An addendum to my piece about trans women elders which gives corroborating evidence that it is the day-to-day minor harassments that make trans life so exhausting.
Answering the question of why there are so few elder trans women advocating for the community.
Gender Mosaic served the trans people of Ottawa for over 30 years, a remarkably long time for any trans institution. All good things come to an end.
A detour into my past provides a partial explanation for why I’m delighted Stats Canada counted trans people in the May 2021 census.
A paper in the journal Bioethics presents a case that research trials should consider including transgender women as possible candidates for uterus transplants.
I’m not sure whether cis folks can understand how empowering it is to finally have a name you can relate to, and how disturbing it is to have your previous one disinterred. I didn’t hate my previous name when I was living with it. It was a fine name, and my reality at the time, but the speed with which I dissociated myself from it astonished even me.
From Dedicated Follower of Fashion to Lola to Out of the Wardrobe, the English band the Kinks were well ahead of the rest of the world when it came to trans folks, and their understanding of alienation had something to say to us too.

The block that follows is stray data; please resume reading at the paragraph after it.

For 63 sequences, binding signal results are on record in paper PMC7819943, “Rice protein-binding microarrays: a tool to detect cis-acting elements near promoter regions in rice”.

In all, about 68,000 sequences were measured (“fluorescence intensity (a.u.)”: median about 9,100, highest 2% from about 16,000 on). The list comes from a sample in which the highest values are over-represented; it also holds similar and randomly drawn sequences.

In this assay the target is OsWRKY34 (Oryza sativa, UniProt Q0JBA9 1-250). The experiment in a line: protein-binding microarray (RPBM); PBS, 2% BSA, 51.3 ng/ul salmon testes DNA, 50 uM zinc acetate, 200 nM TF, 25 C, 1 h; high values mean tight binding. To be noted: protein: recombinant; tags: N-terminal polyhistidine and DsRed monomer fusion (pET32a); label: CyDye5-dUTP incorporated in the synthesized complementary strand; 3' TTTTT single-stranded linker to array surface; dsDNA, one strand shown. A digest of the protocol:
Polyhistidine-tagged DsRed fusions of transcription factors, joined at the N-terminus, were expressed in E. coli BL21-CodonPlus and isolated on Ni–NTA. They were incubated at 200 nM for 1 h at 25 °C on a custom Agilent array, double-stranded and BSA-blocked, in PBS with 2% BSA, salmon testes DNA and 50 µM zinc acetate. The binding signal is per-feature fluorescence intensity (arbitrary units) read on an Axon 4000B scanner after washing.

Perhaps the true measure of how well trans people are accepted in society is, paradoxically, how readily we are accepted in our intimate relationships.
Trans women’s lives, like those of cisgender women, are still regulated. I was reminded of this while reading Vivek Shraya’s I’m Afraid of Men. At one point she writes, “In the morning, as I get ready for work, I avoid choosing clothes or accessories that will highlight my femininity and draw unwanted attention.” Ah, women’s eternal dilemma. But was this me too? Was this why I had returned the hat back to its shelf?
This past year I have spent a surprising amount of time conversing with my 22 year old self.
I was 22 in 1977. It was a bad time to be trans and a bad time to be me. I was out of university and I knew what was supposed to happen next: a career and a wife. But that idyll seemed very unlikely for me. I was a closeted 6’3″ trans woman who saw no future for herself. In between bouts of excessive drinking, I thought my best chance at life was self employment. Perhaps there I might carve out an independent space so I could breathe a little. It wasn’t a bad idea, but my hopelessness stifled my motivation and I could never turn it into a credible plan. What I did instead was barely survive on a succession of suffocating government jobs.
I’m probably not the best person to be hosting a trans web site. I’m one of those people who from time to time gets sick of being trans. I don’t mean sick of being myself. I mean tired of having my life consumed by this issue that has dogged me despite my best efforts to have it go away. More